Barking dogs, squawking birds, and four-legged animals roaming around the apartment might annoy other tenants as well as outside neighbors. 


You could assume this is not a huge concern if neither you nor your present tenants are allergic to pets. That's incorrect. Allergens have a habit of getting into carpets and air ducts and staying there for an extended period. This means that if your future potential tenants are allergic to pets, they would most likely experience a classic allergic reaction within your property. That may drive them to leave your rental or never choose it in the first place. 

Screen Tenant with Pets

Screening tenants is one of the most important steps to being a successful landlord. In general, tenant screening includes investigating a renter's income, criminal history, and rental history. If you decide to accept pets, make sure to examine the tenant's references. The purpose is to determine whether or not their pet has ever had any problems. Request that the tenant allows you to visit their pet. The way their pet behaves might reveal a lot about their personality.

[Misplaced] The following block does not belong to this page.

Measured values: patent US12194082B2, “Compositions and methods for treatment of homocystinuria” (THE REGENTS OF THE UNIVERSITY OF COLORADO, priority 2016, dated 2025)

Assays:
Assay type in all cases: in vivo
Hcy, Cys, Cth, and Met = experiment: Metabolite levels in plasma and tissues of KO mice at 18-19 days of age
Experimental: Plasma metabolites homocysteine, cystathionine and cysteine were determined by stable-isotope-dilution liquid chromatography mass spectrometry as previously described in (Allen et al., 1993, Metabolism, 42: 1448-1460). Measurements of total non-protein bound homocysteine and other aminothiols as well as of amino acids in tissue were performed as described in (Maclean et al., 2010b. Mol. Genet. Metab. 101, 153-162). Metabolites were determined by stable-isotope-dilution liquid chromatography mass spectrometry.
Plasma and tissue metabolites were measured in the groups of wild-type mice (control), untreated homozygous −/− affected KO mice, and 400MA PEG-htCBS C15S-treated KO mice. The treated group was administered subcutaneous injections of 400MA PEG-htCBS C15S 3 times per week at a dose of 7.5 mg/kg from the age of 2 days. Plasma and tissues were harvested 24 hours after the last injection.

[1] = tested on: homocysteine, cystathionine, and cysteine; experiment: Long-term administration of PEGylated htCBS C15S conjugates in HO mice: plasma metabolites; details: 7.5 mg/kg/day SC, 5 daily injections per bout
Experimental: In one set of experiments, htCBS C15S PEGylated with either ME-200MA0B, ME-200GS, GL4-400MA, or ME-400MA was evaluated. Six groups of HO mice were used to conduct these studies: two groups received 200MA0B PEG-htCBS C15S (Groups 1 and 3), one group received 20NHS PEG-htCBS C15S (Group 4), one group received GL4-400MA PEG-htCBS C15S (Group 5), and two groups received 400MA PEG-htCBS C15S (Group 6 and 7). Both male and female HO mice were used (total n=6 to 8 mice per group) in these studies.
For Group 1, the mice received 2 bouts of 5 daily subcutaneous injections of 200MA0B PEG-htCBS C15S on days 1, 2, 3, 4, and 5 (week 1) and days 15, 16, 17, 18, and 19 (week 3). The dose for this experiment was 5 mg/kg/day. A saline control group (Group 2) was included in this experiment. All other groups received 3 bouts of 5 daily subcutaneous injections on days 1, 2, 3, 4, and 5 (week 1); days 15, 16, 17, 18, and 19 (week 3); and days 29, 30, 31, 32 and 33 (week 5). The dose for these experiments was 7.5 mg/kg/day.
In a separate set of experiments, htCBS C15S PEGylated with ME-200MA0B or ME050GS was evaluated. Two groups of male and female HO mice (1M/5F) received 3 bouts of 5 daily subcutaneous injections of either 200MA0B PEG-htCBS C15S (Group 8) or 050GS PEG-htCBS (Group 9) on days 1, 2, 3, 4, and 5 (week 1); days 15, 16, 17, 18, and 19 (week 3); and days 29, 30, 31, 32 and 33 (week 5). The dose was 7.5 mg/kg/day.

Long Distance Moving

Once you've chosen the right tenants, with or without the pets, and signed the lease, it's time for them to move in. There are many ways you can help them in this part of the process, especially if they're moving from another state or city. Recommend hiring long-distance movers and suggest someone reliable. The right movers can make the transition feel seamless and get the job done with minimal obstacles.

Final Thoughts

If you have a pet or used to have one, you will understand why most people regard their four-legged pals as family members and treat them as such. Can you imagine ditching someone you care about to move into a particular apartment? You probably won't be able to. That's why you must consider the complete list of pros and cons of allowing pets in your rental. However, don't let the negatives scare you; you can mostly avoid them by adequately screening your tenants and including a pet clause in the lease agreement.

Meta: Should you let your tenants have pets? To help you decide, check out our complete list of pros and cons of allowing pets in your rental.